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Bryn Mawr College

Publication Date

Fall 2014

Program Name

Morocco: Migration and Transnational Identity


Conceptions of success for people in any capitalist context are tangled with social hierarchies of work. The rural women of Morocco have been specifically singled out as the objects discourses about their domestic and agricultural work, agency, gender identity and role, and their use of private and public space ownership. This project will examine the justifications, conceptions, and satisfaction with rural-agricultural work in a small-scale family farm in Morocco’s Al Hoceima province. Using the case study approach, I will live with a family in Sidi Bouafif and work alongside the family for an eight-day fieldwork period. Through participant observation and informal interviews, this project will analyze men’s, women’s, and children’s conceptions of working the land. I will ultimately situate the family members’ narratives within the nexus of discourses surrounding women’s work in rural-agricultural regions of Morocco. I conclude that the affinity for Europe and the United States and the work the countries represent affects the intimate domain of the family. This gravity toward Europe is reinforced at all generational levels and creates a situation in which the labor required on a small-scale farm is simultaneously stigmatized and contextualized within family honor and respect. Research Questions: How do women and children who live in small rural-agricultural areas contextualize and justify their daily labor? Are they also subject to the recent trends of stigmatization of manual labor?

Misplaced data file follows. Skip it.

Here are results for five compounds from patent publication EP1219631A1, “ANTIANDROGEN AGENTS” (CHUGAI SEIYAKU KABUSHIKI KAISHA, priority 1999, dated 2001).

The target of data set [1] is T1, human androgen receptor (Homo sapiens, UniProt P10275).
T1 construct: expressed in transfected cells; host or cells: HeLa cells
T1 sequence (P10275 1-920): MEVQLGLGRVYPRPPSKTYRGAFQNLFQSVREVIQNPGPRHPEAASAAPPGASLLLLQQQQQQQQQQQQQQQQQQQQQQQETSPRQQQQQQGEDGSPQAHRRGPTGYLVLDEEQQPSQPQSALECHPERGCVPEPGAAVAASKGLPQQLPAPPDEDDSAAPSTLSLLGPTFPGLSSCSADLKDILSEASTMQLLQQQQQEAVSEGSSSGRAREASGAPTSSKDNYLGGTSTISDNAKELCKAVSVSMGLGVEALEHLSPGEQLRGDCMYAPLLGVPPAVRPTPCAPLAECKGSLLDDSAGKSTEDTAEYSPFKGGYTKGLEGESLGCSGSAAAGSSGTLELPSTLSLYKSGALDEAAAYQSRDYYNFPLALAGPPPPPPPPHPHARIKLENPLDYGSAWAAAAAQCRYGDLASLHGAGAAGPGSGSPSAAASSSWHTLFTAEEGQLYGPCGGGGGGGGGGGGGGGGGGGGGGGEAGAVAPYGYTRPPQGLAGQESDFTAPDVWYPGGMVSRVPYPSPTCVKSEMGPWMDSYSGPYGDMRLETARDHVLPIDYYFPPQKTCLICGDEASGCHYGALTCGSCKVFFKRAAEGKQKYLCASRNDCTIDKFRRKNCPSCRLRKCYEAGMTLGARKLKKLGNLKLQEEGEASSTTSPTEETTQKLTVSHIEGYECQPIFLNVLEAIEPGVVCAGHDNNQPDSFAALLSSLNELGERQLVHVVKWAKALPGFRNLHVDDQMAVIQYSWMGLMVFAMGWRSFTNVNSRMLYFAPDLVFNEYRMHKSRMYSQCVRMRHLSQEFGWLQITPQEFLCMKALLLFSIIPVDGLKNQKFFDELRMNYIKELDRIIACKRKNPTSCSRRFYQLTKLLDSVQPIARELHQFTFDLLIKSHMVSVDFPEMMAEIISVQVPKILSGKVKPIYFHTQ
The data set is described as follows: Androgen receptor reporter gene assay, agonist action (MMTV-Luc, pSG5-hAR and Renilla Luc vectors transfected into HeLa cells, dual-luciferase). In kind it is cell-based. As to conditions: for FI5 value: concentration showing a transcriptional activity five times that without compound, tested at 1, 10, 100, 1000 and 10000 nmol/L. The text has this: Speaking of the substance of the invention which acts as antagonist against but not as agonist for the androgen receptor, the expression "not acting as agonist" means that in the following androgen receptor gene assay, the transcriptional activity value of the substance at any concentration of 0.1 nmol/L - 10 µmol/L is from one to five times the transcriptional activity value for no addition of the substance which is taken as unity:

African Studies | Agricultural and Resource Economics | Agricultural Economics | Agricultural Education | Agriculture | Family, Life Course, and Society | Inequality and Stratification | Social and Cultural Anthropology | Women's Studies


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